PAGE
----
TRENTON, N.J. (CBSNewYork/AP) – Some New Jersey schools canceled classes Monday, as another blast of winter weather slammed New Jersey a day after temperatures got into the 50s.
As of 5 p.m., Cranbury, N.J., had already seen 8.5 inches, CBS 2’s Lonnie Quinn reported.
A winter storm warning was in effect until 7 p.m. for many New Jersey counties. Another winter storm is expected to hit New Jersey Tuesday and Wednesday.
Power outages due to the wet, heavy snow also hit New Jersey hard Monday. Public Service Electric & Gas reported 2,670 customers had lost power Monday afternoon – about 1,350 of them in Hamilton Township in Mercer County.
New Jersey Gov. Chris Christie declared a state of emergency Monday. Nonessential state employees also began a staggered dismissal starting at noon on Monday due to the snow, the governor’s office announced.
“Today’s winter storm is expected to produce heavy snow and travel hazards throughout the state, affecting tonight’s evening commute,” said Gov. Christie in a statement. “I’ve authorized state officials to take all necessary action to prepare, and my Administration will continue monitoring conditions throughout the remainder of the storm. I encourage all New Jerseyans to drive carefully and remain off the roads if possible so that our first responders and public safety officials can safely respond to any emergency situations.”
And as CBS 2’s Christine Sloan reported, the snowfall clobbered Trenton on Monday afternoon. Mounts of snow were removed from the state capitol parking lot as workers tried to get out.
“I decided to let the masses go before I left,” one woman said. “You know, it’s a heavy snow.”
Government offices closed at 1 p.m. Some drivers found themselves stuck, with their wheels spinning, while others who did not have shovels had to use scrapers to dig out.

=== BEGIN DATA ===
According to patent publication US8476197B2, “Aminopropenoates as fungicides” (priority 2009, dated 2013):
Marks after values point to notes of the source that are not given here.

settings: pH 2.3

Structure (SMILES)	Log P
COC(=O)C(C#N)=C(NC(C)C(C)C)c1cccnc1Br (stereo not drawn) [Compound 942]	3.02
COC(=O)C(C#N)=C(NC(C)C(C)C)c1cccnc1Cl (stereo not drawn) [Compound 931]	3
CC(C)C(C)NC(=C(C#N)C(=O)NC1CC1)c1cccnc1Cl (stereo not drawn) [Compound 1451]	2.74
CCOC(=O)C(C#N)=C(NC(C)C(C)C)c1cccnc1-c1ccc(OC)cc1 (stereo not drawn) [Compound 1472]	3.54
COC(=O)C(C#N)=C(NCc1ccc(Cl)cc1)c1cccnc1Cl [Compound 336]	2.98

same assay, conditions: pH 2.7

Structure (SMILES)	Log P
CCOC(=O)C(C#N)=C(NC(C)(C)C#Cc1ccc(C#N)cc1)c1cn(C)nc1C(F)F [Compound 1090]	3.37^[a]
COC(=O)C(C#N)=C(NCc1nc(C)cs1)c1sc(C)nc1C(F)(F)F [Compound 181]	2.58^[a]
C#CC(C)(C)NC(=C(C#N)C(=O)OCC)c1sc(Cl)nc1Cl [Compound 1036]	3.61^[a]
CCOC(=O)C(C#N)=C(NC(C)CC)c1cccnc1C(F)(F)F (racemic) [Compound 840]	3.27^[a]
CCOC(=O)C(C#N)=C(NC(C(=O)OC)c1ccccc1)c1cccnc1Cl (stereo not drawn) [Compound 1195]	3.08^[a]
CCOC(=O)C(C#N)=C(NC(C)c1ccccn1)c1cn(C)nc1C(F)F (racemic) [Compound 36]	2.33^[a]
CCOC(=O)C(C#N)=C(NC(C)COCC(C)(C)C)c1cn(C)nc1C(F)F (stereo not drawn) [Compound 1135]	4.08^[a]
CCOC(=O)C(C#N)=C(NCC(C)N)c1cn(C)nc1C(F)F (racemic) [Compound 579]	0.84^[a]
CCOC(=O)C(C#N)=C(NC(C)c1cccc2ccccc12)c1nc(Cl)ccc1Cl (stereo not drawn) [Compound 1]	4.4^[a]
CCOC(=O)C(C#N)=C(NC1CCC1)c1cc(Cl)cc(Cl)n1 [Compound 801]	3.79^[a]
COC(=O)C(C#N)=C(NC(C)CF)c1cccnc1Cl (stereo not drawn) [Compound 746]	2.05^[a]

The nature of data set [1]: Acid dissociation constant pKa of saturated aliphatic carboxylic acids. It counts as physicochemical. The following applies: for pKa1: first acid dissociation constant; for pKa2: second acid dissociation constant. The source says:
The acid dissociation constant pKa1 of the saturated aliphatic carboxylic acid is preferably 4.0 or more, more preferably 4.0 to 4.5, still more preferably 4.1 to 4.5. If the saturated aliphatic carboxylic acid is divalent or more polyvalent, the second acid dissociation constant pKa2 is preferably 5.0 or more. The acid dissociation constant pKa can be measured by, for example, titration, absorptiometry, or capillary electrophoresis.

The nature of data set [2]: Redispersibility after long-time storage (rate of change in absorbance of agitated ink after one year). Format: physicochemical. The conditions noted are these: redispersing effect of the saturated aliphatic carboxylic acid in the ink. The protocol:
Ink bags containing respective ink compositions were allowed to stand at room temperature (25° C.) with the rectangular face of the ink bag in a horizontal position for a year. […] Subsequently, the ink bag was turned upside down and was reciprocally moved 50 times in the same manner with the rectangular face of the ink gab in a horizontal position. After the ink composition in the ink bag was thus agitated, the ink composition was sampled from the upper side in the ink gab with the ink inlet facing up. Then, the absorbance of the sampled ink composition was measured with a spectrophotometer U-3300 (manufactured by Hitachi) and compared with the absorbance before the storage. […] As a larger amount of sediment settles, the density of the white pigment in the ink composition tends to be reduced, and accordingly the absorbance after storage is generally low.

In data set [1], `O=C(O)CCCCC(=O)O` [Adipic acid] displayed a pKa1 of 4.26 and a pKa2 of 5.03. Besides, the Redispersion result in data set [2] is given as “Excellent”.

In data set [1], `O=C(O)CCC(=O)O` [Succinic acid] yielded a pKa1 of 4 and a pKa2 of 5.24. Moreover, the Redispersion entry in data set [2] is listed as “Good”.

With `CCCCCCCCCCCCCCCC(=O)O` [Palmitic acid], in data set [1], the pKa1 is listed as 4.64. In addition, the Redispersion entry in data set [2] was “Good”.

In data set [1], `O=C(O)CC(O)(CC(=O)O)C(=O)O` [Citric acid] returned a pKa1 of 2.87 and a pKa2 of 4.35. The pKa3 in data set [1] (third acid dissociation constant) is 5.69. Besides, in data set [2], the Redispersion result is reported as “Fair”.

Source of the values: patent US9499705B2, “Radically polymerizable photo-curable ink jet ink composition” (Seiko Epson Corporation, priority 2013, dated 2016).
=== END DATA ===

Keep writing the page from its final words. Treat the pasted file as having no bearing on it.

Many said it takes hours to get home in this kind of weather.
“I have 50 miles to go down the Jersey shore. I live in Toms River,” said Frank Meyer. “So you’ve just got to take it easy and be very careful.”
Some side roads in Trenton were covered in snow, and the main ones were barely passable, Sloan reported. Speed limits were reduced on major highways.
“The roads are terrible,” said Mike O’Neill. “We were coming down Parkway Ave. just a few minutes ago, and I actually saw somebody hit a telephone pole straight on. They just slid right into it.”
Andy Chen told CBS 2’s Tracee Carrasco the slick, icy roads in Upper Saddle River sent him crashing into a snowbank. As he watched his car being pulled out of the snow and hoisted up onto the flatbed of a two truck, he said it was a frightening and somewhat embarrassing situation.
“I was driving slowly and then made a turn and then got stuck in there,” he said.
The steady snowfall kept tow truck driver Paul Walker with Ramsey Auto Body busy.
“As we speak, another accident,” he said. “A car drove into a telelphone pole, so you can see the road conditions regardless of salt can be ruthless.”
Somerville in central New Jersey also took the brunt of the storm Monday.
Streets were covered in slush and ice and some stores on Main Street stayed closed because of the conditions.
“My coffee business always busy, but no. Look, just three people inside,” Dunkin’ Donuts worker Vinod Panchal told CBS 2’s Weijia Jiang.
But not everyone minded the snow.
“Storm after storm after storm,” plow truck driver Hector Corchado told Jiang. “It means money, money, money. Keeping busy and helps pay your bills.”
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Those who have to be on the road urged fellow drivers to take caution.
“Just gotta increase your following distance and be aware of other people and make sure you use your horns,” UPS driver Mike Lamberti said.
The colonial village of Cranbury looked like a picture post card, CBS 2’s John Slattery reported.
“I think it’s beautiful,” one man said. “Cranbury looks great in the snow. The kids love it, because they’re home having a good time.” He later added that despite the beauty and pleasure for the kids, he himself does not particularly enjoy the snow.